Sunday, March 15, 2009

I went to a lecture at the Columbus Mennonite Church here in Columbus. The lecture was given by David Kline, an Amish farmer from Holmes County here in Ohio. I was hoping to get some tidbits about how to garden better, simpler and more organically. David was a delightful speaker and very refreshing. I learned more about actual farming than gardening but it was still interesting.

As the lecture began, a member of the church was invited to come up and lead us in two songs. The first song was sung acapella and must have been in 5 part harmony. It was quite amazing and it did not appear that there were "special" singers in the group. In fact, when asked how many were not from the Amish/Mennonite tradition, most hands went up. Many folks came from the food co-op (Clintonville Community Market) or some other groups. The second song was Morning has Broken and I belted that one out (remembering my favorite artist-- Cat Stevens).

The lecture was interesting in terms of learning more about Amish culture. David had many jokes and many one liners that caught my attention. I could not capture them all but I wrote down a few:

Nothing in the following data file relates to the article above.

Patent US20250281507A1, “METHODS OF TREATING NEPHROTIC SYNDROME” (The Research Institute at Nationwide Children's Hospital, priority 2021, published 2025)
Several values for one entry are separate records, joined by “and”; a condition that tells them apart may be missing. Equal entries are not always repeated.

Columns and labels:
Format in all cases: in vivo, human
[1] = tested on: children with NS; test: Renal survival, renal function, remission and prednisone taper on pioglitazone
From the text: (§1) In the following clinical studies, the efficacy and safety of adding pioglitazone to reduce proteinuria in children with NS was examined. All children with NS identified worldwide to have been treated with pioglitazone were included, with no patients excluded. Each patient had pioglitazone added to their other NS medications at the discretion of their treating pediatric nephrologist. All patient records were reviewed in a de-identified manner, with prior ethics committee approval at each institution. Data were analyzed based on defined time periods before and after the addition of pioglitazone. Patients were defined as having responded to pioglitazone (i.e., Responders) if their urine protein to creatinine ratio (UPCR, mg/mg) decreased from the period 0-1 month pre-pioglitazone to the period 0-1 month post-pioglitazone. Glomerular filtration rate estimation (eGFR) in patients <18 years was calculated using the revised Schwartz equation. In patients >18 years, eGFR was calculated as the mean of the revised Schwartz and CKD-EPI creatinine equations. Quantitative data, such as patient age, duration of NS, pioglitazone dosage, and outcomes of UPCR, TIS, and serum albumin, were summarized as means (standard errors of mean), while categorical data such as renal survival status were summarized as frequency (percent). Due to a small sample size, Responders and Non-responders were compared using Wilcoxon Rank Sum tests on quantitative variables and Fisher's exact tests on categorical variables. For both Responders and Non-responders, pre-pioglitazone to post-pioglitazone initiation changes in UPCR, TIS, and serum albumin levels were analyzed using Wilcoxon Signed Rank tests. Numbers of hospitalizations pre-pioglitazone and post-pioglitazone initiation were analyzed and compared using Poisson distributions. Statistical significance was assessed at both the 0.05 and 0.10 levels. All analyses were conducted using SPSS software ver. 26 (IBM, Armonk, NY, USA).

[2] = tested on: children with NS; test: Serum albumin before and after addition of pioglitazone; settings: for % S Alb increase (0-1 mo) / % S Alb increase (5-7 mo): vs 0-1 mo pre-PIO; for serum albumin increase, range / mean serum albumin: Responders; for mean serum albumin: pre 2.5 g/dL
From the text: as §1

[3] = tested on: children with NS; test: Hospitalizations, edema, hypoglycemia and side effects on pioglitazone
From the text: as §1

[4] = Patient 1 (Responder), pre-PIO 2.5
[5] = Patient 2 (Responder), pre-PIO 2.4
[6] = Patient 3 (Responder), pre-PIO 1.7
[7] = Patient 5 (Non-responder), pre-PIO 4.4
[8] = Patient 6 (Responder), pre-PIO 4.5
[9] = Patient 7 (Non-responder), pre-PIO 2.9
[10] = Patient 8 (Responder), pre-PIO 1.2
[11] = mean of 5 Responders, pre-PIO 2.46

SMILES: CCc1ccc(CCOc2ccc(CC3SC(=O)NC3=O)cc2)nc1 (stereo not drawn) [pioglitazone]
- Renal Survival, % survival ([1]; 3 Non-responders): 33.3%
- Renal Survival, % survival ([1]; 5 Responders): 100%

• Best health insurance is to eat food grown on fertile soil.


  • Plowing on a 75 degree day is pure pleasure-- it is almost sinful.


  • We grow the most wonderful oatmeal-- sometimes, I don't even cook it-- just eat it straight. If you want some, come by the farm -- I think it is 70 or 80 cents a pound.


  • Work is a privilege.


  • Always be careful about statistics. (Told a story about how it was reported in the paper that folks in Holmes county are less healthy. He knew that could not be true given that he knows that there is less incidence of heart attacks and other ailments. Turns out they said this in the paper because Holmes County has a low participation rate in health clubs).

David has written a book called (among others):

If interested you can read a review of the book here.

The big concept he shared at the lecture is that by having horses and cows that eat the hay, create manure, feed the soil -- all the while working the farm, you get the best yield and best product.

1 comment:

tiffany said...

How interesting, I would have loved to have been able to go to that lecture!
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